The Purcellville Town Council tonight voted 6-0-1 to hire the Wilson Elser Law Firm to investigate a series of allegations of staff misconduct that have left both the interim town manager and the police chief on administrative leave. The council also set aside $80,000 to cover the cost of the work.
“Within our town’s administration, we have systemic issues,” said Mayor Kwasi Fraser. “Having expressed their concerns about these issues, senior staff have asked for help to fix them, and we are reviewing their concerns to move Purcellville forward.”
The law firm will conduct an audit of the town’s investigation that originally led to the firing of Police Chief Cynthia McAlister. The integrity of that investigation was called into question three weeks ago, when allegations surfaced that Interim Town Manager Alex Vanegas had an improper personal relationship with the human resources specialist hired to lead that probe. Questions were also raised about the consultant’s qualifications because of a criminal history that included felony convictions of fraud and forgery.
Following those allegations, McAlister was reinstated to her position but continued on leave. Vanegas was placed on administrative leave as well. Retired Chesterfield County Police Chief Thierry Dupuis also will lead the audit of the McAlister investigation. He is a board members and former president of the Virginia Association of Chiefs of Police.
Wilson Elser also will investigate a subsequent complaint filed by Vanegas alleging sexual harassment by Town Attorney Sally Hankins. Hankins has denied that allegation.
According to the staff report prepared for Thursday’s meeting, the law firm also will investigate “other complaints made by Town staff members against Town Attorney Sally Hankins.”
The council majority preferred Wilson Elser because of its Tysons Corner location, lower rates, experience working with municipalities, lack of affiliation with the county and electronic discovery capabilities.
“That’s a relevant issue at play,” said Councilman Chris Bledsoe. “I think that’s going to be critical.”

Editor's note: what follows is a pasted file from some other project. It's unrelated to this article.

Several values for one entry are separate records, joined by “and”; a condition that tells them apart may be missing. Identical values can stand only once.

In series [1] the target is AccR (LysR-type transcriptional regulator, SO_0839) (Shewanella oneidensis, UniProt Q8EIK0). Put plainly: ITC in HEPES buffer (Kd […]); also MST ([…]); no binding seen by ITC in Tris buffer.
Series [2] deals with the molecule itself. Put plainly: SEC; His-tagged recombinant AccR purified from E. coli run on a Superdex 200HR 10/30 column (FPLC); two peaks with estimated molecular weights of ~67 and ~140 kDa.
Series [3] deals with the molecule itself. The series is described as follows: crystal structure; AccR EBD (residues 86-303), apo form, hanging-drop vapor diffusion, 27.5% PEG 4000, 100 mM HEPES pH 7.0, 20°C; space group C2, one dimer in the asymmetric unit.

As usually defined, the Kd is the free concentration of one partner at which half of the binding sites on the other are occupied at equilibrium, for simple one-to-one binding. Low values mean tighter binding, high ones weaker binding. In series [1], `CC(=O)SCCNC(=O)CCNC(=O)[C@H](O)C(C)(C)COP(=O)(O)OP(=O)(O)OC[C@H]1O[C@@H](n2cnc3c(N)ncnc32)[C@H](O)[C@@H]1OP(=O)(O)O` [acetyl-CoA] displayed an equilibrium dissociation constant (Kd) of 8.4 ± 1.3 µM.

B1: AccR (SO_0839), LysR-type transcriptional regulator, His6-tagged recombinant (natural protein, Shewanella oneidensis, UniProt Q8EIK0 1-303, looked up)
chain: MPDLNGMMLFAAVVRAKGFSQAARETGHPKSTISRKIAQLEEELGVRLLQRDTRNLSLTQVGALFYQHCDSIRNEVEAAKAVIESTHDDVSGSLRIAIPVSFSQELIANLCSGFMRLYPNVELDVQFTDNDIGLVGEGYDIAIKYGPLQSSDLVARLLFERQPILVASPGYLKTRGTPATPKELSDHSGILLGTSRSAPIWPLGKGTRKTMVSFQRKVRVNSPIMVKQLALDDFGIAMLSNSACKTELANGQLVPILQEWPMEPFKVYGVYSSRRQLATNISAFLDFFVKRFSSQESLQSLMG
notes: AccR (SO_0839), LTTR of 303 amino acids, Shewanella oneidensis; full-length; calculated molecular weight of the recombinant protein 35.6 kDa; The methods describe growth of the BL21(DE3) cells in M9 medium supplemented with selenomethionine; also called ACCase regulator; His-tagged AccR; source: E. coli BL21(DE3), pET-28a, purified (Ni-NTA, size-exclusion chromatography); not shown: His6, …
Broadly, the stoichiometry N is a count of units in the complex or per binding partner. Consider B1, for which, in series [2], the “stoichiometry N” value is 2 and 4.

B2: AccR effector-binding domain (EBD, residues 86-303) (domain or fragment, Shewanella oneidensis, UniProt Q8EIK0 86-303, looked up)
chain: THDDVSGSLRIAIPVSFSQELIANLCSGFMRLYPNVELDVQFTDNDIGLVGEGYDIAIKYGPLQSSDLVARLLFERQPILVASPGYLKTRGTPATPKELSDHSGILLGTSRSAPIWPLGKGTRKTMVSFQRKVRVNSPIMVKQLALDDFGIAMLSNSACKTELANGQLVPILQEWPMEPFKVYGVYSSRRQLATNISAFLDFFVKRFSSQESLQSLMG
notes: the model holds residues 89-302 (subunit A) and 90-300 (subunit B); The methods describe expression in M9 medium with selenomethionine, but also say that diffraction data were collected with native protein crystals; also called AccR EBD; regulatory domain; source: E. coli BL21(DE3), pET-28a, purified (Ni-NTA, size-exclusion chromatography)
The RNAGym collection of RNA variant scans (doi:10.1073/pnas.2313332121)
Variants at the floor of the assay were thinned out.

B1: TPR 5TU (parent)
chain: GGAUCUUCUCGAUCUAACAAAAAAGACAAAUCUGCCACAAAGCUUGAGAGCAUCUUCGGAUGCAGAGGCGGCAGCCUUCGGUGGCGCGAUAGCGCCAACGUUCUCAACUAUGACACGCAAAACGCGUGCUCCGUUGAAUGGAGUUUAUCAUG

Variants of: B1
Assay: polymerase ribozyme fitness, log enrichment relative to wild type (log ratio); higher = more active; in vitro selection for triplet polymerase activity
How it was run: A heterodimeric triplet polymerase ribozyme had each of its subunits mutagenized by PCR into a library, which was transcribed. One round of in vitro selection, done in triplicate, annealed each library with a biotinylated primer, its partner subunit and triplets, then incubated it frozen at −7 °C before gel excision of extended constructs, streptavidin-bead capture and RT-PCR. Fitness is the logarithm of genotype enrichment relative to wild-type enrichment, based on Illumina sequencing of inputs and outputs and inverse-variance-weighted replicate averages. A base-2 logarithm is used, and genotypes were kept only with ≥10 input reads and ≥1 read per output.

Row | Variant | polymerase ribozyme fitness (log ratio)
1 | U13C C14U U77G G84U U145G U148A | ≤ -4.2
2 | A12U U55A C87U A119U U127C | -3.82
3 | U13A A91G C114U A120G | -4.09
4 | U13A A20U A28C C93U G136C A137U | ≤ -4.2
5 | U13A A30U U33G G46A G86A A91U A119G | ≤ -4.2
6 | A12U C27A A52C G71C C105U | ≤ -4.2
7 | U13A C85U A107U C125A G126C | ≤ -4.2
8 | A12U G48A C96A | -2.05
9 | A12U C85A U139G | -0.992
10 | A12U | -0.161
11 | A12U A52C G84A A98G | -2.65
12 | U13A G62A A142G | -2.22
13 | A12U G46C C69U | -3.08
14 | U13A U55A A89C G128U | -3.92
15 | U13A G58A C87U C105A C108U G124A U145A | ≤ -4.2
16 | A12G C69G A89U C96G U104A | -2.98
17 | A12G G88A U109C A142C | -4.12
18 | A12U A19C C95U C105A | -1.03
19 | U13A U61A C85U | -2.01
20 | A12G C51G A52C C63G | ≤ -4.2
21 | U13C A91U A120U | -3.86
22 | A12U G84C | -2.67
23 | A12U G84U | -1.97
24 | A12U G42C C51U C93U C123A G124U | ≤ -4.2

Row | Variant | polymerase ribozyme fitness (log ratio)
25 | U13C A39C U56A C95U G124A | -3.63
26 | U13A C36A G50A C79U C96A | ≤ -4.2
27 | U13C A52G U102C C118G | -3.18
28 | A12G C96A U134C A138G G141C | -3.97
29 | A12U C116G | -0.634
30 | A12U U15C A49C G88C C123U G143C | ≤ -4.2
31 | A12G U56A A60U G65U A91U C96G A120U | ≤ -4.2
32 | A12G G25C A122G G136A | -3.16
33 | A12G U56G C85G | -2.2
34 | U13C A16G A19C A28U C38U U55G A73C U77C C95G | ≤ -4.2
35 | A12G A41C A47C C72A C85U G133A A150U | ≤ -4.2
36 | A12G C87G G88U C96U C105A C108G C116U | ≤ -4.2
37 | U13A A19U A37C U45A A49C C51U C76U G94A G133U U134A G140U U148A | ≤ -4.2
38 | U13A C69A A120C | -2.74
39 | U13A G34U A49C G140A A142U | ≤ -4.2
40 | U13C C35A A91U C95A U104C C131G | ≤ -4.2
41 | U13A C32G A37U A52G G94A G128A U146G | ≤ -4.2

Councilman Doug McCollum abstained from the vote because he was in favor of contracting with the Jackson Lewis law firm, which has been used by the county government for this type of work and was recommended by the county staff.
Wilson Elser has proposed to begin the investigations with an initial team of three attorneys who, according to a Dec. 6 letter to the town, have extensive experience investigating instances of sexual harassment and discrimination, leading investigations of government agencies and using electronic discovery.
Council also voted to amend the town budget to transfer $80,000 from reserves and set it aside to pay the law firm and Dupuis for their services. The town’s budget amendment shows that $15,000 will go toward the McAlister investigation audit, $50,000 toward the other three investigations and $15,000 toward county support.
Wilson Elser indicated it would charge the town up to $40,250 for all four investigations, while Dupuis charges $125 per hour plus expenses.
Newly appointed Councilman Ted Greenly was the only council member to mention the investigations’ financial impact on residents. “As a taxpayer, I want this done right,” he said.
“This mayor and Town Council acknowledge to our citizens that we own these issues and take full responsibility for resolving them in a timely and appropriate manner,” Fraser said. “In the meanwhile, our staff and management team continue to deliver excellent service to the community as per usual.”
Fraser also said the media has “over-amplified” the issues in town throughout the past few weeks.
“I know a lot is said in the media, but as I stated to someone, ‘down goes Fraser’ sells more ads than the truth and the facts,” he said. “I’m committed to the truth and facts.”
The town has indicated it would like for the investigations to wrap up by Jan. 31 next year.
Also on Thursday night, the council was scheduled to discuss hiring an individual or a consulting firm to provide the services of an interim town administrator while the town searches for a permanent replacement for Robert W. Lohr, who retired in June amid friction with the council. The council did not take up that issue, but is expected to discuss it during its regularly scheduled meeting on Tuesday.